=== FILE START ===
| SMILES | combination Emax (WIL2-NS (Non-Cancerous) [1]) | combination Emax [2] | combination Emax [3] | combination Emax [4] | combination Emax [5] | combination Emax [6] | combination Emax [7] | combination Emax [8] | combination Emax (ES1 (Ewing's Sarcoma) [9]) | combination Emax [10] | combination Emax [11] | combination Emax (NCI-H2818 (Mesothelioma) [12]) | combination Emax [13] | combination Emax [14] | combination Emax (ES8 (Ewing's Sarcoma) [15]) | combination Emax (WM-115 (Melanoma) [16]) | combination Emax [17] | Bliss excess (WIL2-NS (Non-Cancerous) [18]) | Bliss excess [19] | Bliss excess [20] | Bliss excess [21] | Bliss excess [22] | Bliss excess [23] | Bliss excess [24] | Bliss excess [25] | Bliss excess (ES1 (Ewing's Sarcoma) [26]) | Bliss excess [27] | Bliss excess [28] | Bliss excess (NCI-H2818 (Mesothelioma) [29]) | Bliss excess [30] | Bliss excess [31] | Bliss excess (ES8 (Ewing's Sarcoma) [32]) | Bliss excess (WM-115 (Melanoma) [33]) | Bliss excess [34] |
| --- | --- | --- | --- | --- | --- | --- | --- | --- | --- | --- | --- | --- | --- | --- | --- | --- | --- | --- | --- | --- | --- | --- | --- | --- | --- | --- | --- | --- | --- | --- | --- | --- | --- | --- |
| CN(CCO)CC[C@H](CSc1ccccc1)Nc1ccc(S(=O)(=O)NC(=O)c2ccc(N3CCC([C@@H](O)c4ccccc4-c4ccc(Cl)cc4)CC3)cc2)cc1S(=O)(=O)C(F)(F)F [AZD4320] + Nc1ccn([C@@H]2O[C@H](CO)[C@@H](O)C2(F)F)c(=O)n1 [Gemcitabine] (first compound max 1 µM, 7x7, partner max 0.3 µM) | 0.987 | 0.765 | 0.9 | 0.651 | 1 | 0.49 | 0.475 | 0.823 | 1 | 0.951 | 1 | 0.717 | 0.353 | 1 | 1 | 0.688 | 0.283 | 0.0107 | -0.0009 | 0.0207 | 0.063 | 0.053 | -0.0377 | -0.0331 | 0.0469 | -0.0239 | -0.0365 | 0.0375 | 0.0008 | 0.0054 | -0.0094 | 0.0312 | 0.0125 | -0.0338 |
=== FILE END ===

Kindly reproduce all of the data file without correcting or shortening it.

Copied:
| SMILES | combination Emax (WIL2-NS (Non-Cancerous) [1]) | combination Emax [2] | combination Emax [3] | combination Emax [4] | combination Emax [5] | combination Emax [6] | combination Emax [7] | combination Emax [8] | combination Emax (ES1 (Ewing's Sarcoma) [9]) | combination Emax [10] | combination Emax [11] | combination Emax (NCI-H2818 (Mesothelioma) [12]) | combination Emax [13] | combination Emax [14] | combination Emax (ES8 (Ewing's Sarcoma) [15]) | combination Emax (WM-115 (Melanoma) [16]) | combination Emax [17] | Bliss excess (WIL2-NS (Non-Cancerous) [18]) | Bliss excess [19] | Bliss excess [20] | Bliss excess [21] | Bliss excess [22] | Bliss excess [23] | Bliss excess [24] | Bliss excess [25] | Bliss excess (ES1 (Ewing's Sarcoma) [26]) | Bliss excess [27] | Bliss excess [28] | Bliss excess (NCI-H2818 (Mesothelioma) [29]) | Bliss excess [30] | Bliss excess [31] | Bliss excess (ES8 (Ewing's Sarcoma) [32]) | Bliss excess (WM-115 (Melanoma) [33]) | Bliss excess [34] |
| --- | --- | --- | --- | --- | --- | --- | --- | --- | --- | --- | --- | --- | --- | --- | --- | --- | --- | --- | --- | --- | --- | --- | --- | --- | --- | --- | --- | --- | --- | --- | --- | --- | --- | --- |
| CN(CCO)CC[C@H](CSc1ccccc1)Nc1ccc(S(=O)(=O)NC(=O)c2ccc(N3CCC([C@@H](O)c4ccccc4-c4ccc(Cl)cc4)CC3)cc2)cc1S(=O)(=O)C(F)(F)F [AZD4320] + Nc1ccn([C@@H]2O[C@H](CO)[C@@H](O)C2(F)F)c(=O)n1 [Gemcitabine] (first compound max 1 µM, 7x7, partner max 0.3 µM) | 0.987 | 0.765 | 0.9 | 0.651 | 1 | 0.49 | 0.475 | 0.823 | 1 | 0.951 | 1 | 0.717 | 0.353 | 1 | 1 | 0.688 | 0.283 | 0.0107 | -0.0009 | 0.0207 | 0.063 | 0.053 | -0.0377 | -0.0331 | 0.0469 | -0.0239 | -0.0365 | 0.0375 | 0.0008 | 0.0054 | -0.0094 | 0.0312 | 0.0125 | -0.0338 |